Lakewood resident Larry Loigman alleges he was rushed into financing a new vehicle purchase with the assurance that he was receiving "the best possible rate" and was later dismayed upon learning that the "great rate" he was given is not actually a great rate after all.

As previously reported here on FAA News, after the financing company refused to renegotiate his rate, Mr. Loigman filed a lawsuit.

A judge has just tossed his complaint.

According to the complaint:

On March 7, 2023, Mr. Loigman purchased a new 2023 Chevrolet Bolt EUV automobile, from Pine Belt Enterprises, Inc., an authorized Chevrolet retailer located on Route 88 in Lakewood.

Pine Belt offers customers assistance with financing new vehicles. For this service, Pine Belt is an agent of Ally Financial, a Michigan-based financing firm.

Mr. Loigman specifically asked the Pine Belt representatives to "locate the best possible financing for a portion of the vehicle cost." They assured him that the best financing was available through Ally Financial at an annual percentage rate of 8.59%.

The retailer then insisted that the transaction be completed as soon as possible and led Mr. Loigman into signing a “Retail Installment Sale Contract, Simple Finance Charge."

The Contract includes the an assignment, in the following terms: “Seller assigns its interest in this contract to Ally Financial (Assignee) under the terms of Seller’s agreement(s) with Assignee. Assigned without recourse."

At the time of the sale, because the retailer insisted that the transaction be completed as soon as possible, Mr. Loigman did not have an opportunity to research other financing options. Nonetheless, shortly thereafter, he learned that the financing provided by Ally Financial, through its agent, Pine Belt, was not at a commercially reasonable rate, or at the best rate.

On March 23, 2023, after receiving promotional materials from Ally Financial which stated “we want to make your experience with us simple and hassle-free,” Mr. Loigman telephoned the offices of Ally Financial and spoke to a supervisor. The supervisor insisted that the company, although the holder of the note, could not modify the terms of same. The supervisor also refused to transfer Mr. Loigman to speak to another person in authority at the company.

In response, Mr. Loigman filed legal action seeking a judgement of $20,000 plus filing fees because he "has suffered, and will continue to suffer, actual losses as a result of Defendant’s wrongful conduct."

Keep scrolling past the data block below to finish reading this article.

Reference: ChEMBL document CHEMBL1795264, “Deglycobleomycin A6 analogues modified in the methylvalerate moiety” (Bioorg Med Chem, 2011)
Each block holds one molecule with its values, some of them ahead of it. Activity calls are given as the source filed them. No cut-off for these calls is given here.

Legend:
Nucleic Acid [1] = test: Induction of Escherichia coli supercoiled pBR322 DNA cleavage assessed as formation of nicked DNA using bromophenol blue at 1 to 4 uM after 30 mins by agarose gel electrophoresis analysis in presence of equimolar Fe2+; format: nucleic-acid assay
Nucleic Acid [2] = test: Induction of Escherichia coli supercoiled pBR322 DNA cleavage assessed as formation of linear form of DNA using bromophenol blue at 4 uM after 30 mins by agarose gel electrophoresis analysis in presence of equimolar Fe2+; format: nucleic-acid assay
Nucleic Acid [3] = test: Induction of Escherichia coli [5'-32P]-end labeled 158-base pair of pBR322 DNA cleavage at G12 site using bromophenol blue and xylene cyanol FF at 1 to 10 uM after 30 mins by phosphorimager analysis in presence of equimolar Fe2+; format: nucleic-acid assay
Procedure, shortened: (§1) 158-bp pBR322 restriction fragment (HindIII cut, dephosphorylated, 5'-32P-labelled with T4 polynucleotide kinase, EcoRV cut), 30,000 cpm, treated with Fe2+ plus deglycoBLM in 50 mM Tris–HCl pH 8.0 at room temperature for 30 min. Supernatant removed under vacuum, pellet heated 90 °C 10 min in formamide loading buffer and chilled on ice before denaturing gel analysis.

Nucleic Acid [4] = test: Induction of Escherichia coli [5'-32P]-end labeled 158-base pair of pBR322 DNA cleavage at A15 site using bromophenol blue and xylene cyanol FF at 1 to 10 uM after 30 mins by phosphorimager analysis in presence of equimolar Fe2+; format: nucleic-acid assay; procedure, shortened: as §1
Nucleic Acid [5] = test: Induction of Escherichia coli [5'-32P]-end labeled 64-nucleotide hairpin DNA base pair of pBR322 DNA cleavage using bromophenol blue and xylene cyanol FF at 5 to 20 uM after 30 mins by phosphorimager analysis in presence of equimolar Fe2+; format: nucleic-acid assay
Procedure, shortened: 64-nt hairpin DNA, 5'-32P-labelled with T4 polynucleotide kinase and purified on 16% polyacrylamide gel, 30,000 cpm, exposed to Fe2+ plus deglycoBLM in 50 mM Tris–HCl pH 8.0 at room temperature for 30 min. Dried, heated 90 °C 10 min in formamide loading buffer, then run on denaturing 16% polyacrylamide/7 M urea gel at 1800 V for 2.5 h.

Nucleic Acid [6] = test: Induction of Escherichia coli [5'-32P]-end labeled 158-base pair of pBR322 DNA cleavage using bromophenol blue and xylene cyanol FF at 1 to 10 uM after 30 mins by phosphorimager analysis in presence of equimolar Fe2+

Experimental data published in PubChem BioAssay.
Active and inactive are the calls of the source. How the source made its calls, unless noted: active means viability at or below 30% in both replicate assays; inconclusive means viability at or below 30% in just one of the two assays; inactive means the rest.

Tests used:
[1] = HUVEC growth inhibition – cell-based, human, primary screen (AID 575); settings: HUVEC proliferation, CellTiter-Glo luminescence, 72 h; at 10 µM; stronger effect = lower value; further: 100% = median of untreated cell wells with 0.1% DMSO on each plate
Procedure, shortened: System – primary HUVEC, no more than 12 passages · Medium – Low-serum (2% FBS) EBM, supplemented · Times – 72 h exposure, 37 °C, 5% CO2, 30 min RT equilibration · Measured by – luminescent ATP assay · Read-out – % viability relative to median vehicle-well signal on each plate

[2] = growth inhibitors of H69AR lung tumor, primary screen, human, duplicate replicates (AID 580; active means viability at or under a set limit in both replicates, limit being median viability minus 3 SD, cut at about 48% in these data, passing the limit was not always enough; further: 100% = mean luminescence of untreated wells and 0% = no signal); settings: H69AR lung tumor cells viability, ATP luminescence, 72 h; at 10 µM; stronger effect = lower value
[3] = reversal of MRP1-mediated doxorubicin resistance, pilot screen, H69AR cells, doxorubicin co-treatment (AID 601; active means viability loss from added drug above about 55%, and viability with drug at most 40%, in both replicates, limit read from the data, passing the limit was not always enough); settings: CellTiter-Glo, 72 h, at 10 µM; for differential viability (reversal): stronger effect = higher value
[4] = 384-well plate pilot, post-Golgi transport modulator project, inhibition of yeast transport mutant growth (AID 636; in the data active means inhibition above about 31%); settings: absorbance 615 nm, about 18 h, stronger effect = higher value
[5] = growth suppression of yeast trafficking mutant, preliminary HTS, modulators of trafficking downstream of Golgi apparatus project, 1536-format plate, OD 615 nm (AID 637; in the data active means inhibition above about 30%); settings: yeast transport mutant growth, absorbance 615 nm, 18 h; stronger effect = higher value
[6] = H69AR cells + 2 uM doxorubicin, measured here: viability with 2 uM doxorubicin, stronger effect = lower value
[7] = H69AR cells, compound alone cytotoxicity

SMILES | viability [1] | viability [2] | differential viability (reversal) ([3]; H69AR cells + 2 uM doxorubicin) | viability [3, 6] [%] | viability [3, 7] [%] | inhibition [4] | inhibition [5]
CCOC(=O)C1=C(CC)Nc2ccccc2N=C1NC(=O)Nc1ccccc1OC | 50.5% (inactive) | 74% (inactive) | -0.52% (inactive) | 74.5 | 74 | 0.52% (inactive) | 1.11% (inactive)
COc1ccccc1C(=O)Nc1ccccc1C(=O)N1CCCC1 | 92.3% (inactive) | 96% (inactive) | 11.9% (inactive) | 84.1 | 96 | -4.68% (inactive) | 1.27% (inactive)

The Complaint names as defendants only Ally, and not Pine Belt.

Mr. Loigman's lawsuit also alleges that Ally Financial engages in consumer fraud, and regularly designs its business to cheat, deceive, defraud and mislead retail consumers.

"By way of example and not by way of limitation, Ally had and has an undisclosed, secret or concealed ongoing business relationship with Pine Belt whereby Ally provides rewards, incentives or other payments to Pine Belt, for steering business to it; Ally engaged and engages in business practices whereby it directs, instructs or encourages retailers, including Pine Belt, to conceal or misrepresent information to consumers, and to withhold information about more favorable loan terms offered by its competitors; Ally, although the apparent holder in due course of the note, denied and denies that it has the authority to modify the terms thereof; Ally denied and denies access to its assignment agreement with Pine Belt.

"Ally, through its agent, broker or authorized representative, failed to provide the clear and conspicuous disclosures required to consumers in a credit transaction, as mandated by both federal and New Jersey law, such as the Truth in Lending Act, the Fair Credit Reporting Act, and the Plain Language Review Act.

Back in May, New York Attorney Joseph M. DeFazio representing Ally Financial moved the case from the New Jersey Superior Court to U.S. District Court for the District of New Jersey. He also submitted a motion seeking to dismiss the Complaint with prejudice.

The motion asserts:

Plaintiff’s complaint is woefully deficient, and his claims cannot be sustained. 

Plaintiff appears to simply have buyer’s remorse, which is not an actionable claim. Absent from Plaintiff’s Complaint are any well-pleaded specific factual allegations to support his claims. Each of Plaintiff’s claims should be dismissed for failure to meet the required pleading standard. 

Plaintiff purchased a new vehicle from Pine Belt Enterprises. He alleges that he asked Pine to locate the best financing for the Vehicle and that Pine assured him the best financing was through Ally at an annual rate of 8.59%.

Plaintiff also admits that he did not have an opportunity to do his own research for other financing options before willingly entering into the Retail Installment Contract (“RISC”), which was later assigned to Ally. 

Plaintiff alleges he later learned that the financing provided was not at a commercial reasonable rate or at the best rate but is silent as to how or why that rate was not commercially reasonably.

After already entering into the installment contract with Pine, Plaintiff alleges that on March 23, 2023, he made his first contact with Ally regarding the RISC. Plaintiff alleges that he spoke to a representative of Ally named “Carl” and alleges that Carl stated he could not modify the terms of the RISC.

Throughout the Complaint, Plaintiff, alleges a legal conclusion, not rooted in law or fact, that the dealer was acting as the agent of Ally. However, the mere fact that Pine directed consumers to Ally to obtain loans to finance the purchase of the Vehicle is insufficient as a matter of law. Further, integral to the Complaint is the RISC between Ally and Pine, which is specified and identified in the Complaint and forms the basis of Plaintiff’s allegations but does not create an agency relationship between Pine and Ally.